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5 running for 2 seats on Eureka board

With no incumbents in race, newcomers guaranteed
By: Nathan Donato-Weinstein The Press-Tribune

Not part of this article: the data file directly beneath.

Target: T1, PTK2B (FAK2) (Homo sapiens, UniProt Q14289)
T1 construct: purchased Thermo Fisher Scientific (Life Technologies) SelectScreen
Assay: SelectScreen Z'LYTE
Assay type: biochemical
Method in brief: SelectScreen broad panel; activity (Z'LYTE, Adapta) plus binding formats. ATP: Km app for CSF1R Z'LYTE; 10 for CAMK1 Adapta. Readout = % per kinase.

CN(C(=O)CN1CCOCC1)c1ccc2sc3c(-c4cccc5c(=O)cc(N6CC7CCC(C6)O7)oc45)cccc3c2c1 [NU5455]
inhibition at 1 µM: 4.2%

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Editor's note: Due to an editing error, an earlier version of this story stated candidate Ryan Jones has children in the district. In fact, his oldest child will enter kindergarten in the district next year. For the first time in years, voters won’t be returning any incumbents to the Eureka Union School District board. Longtime trustees Russ Nash and Dan Clift aren’t seeking re-election. And a crowded field has assembled in their stead, with five candidates hoping to fill the two spots in the Nov. 4 election. Local residents Kristie Greiss, Robert Hoslett, Ryan Jones, Eric Sanchez, and Eric Teed-Bose are in the hunt for the two four-year seats on the five-member board. The election comes at a time of major changes for the district, which serves roughly 3,700 students in Granite Bay and a portion of Roseville. The existing board has already made some big decisions to reckon with a budget crisis, including slating schools for closure and transitioning to a more efficient grade configuration. But the problems are far from over, as projections show continued declining enrollment, a trend that devastates the district’s finances. Greiss, of Granite Bay, is a mother of four children in the district. Like each of the other candidates, she said the district’s budget is issue No. 1, and said she would go line by line to “look at all of the programs within our district” to find efficiencies. Greiss, 37, praised the current board’s emphasis on revamping curriculum, saying she would support efforts to bring a 21st century curriculum to the schools. But she said also said communication among the district, staff and parents needs to be improved. She would also work with school community leaders to streamline the fundraising activities of local PTCs, site councils and the district’s foundation, she said. “A lot of times with parents we feel like we’re being nickel and dimed,” she said. “So I want to be a little bit more organized with that.” Hoslett, a safety specialist for Regional Transit, also said communication is important, and has made it a centerpiece of why he’s running. “You’ve got different groups – the board, teachers, parents – and they’re all trying to be heard and that doesn’t always happen,” said Hoslett, 42, of Granite Bay. “One thing I’m good at is listening to people, making sure they’re told when things are happening and when they can come speak.” Hoslett, whose wife is a teacher in the district and who is being supported by the teacher’s union, said he would be an impartial decision-maker. He added he’d focus on increasing revenue through attracting more students and going after additional state funding. “The bottom line is what it’s all about,” said Hoslett, who has children in district schools. “You’ve got to make sure you’ve got money and not spending into the red.” Ryan Jones, of Roseville, an attorney and active-duty Air Force reservist whose oldest child will be a kindergartner in the district next year, said he’s running out of a “vested interest” in their future. He said he could provide the kind of leadership needed to steer the district through perilous times. “What concerns me is a combination of our financial situation and ability to continue to provide a quality educational product,” Jones, 31, said. “I don’t think we’re in a horrible situation. Our scores look good. I think the district is on the right track but I’m worried that future won’t be as green.” He said the district has been reaching into its reserves for several years, and advocates a fiscally conservative outlook. “My thought is get in and take another look at (the budget) line by line and see where the money is going,” he said. Sanchez, 47, unsuccessfully ran for the board in 2006 predicting a major budget crisis, but said he wasn’t taken seriously. “Everybody kind of dismissed me,” he said. Two years later, he says he’s been vindicated – but that the board has still not effectively dealt with the problems. “We’re just feeling the first effects of financial difficulties and we have three to five more years to come,” said Sanchez. A former member of the district’s long-term planning task force and a past PTC president, Sanchez said to avoid class sizes increasing further the board will need to find new ways to bring in funding. “We’re cutting programs, teachers and impacting students,” said Sanchez, a sales manager for Oracle Corp. “We’ve also got to go other side of the balance sheet to impact revenues.” Sanchez is the only other candidate to be endorsed by the teachers union, but said local conservative leaders have also offered their support, showing he can bring all sides to the table. Teed-Bose, 43, said he likes where the district is going, but added he wants to safeguard its academic offerings. The issue has a direct bearing on revenues, he said, because the number of parents pulling students out of Eureka could accelerate. “We are losing some kids to other surrounding districts where parents are perceiving their children are being better served,” said Teed-Bose, who works in real-estate development. He also said he would work to bolster communication to improve relationships among the district, board, parents and teachers. “The bottom line is we have to have a completely open book,” said Teed-Bose, who has a son in the district. “We can’t necessarily perform miracles but we can be transparent with the challenges we’re facing.” “For this ship to continue to float, there has to be shared and mutual sacrifice on all parts,” he added. “At end of day, there’s only so much money and we have a responsibility first to the kids.”